Whether you need to allow employees to efficiently work from home or branch offices, or you want to facilitate troubleshooting tasks for the IT team, remote access is critical. For many IT support workers, providing remote support to users and remotely accessing devices has become an everyday necessity. Remote desktop connection for Linux systems from Windows machines can be easily achieved in different ways, and this article guides you through the main ones. I’ll also help you choose the best solution for what you need to achieve when trying to access Linux desktops remotely. My top picks for tools include SolarWinds® Dameware® Remote Support and SolarWinds Dameware Remote Everywhere, for the flexibility and security they offer.
Accessing Linux Desktops Remotely
Generally, a remote connection is defined as any software allowing you to remotely access a device from a geographical distance. More specifically, a remote desktop connection allows the user to control the host computer from any location. The remote connection gives the user remote access to files and software but also allows them to manage the system and troubleshoot issues on machines, not in close proximity. I’ll go through a few options for when you want to establish a remote connection with devices on the same network, and then I’ll look at some tools for remote access over the internet.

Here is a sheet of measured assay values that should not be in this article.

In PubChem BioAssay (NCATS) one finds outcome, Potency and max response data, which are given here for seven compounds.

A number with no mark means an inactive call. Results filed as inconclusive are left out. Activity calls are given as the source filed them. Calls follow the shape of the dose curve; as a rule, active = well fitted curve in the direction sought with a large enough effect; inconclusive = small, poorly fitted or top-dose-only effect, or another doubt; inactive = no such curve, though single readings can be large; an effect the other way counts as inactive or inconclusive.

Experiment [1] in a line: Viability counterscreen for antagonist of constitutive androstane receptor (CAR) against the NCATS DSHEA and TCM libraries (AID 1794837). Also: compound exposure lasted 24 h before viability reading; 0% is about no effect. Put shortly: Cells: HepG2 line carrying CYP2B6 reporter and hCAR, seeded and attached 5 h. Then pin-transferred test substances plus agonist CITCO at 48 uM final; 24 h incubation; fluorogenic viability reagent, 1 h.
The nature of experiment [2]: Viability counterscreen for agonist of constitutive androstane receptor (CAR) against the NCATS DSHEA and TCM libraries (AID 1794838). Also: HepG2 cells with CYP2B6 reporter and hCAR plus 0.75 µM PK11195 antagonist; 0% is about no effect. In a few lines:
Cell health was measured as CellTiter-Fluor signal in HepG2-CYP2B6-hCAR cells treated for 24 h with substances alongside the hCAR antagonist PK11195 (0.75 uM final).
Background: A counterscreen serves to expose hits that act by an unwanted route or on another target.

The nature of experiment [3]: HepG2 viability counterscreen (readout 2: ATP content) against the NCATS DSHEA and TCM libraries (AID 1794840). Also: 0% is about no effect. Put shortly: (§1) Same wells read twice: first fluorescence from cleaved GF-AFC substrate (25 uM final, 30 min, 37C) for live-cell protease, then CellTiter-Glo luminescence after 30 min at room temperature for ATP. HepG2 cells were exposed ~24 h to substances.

Here’s how to access a Linux desktop from Windows remotely:
When dealing with devices operating on the same network, a few simple, open-source approaches can be used to remotely access a Linux desktop from Windows machines.
1. Get the IP Address
Before everything else, you need the IP address of the host device—the Linux machine you want to connect to. Log in to your Linux device, open the terminal and enter:
This will display the device’s IP address. The IP address can also be found by connecting to the network’s router and browsing the devices by hostname. You can then use this information from the Windows machine to connect.
2. The RDP Method
The easiest way to set up a remote connection to a Linux desktop is to use Remote Desktop Protocol, which is built into Windows.
For this to work, you need to install xrdp software on your Linux machine. This can be done either in person or by using SSH (see below) by entering the command: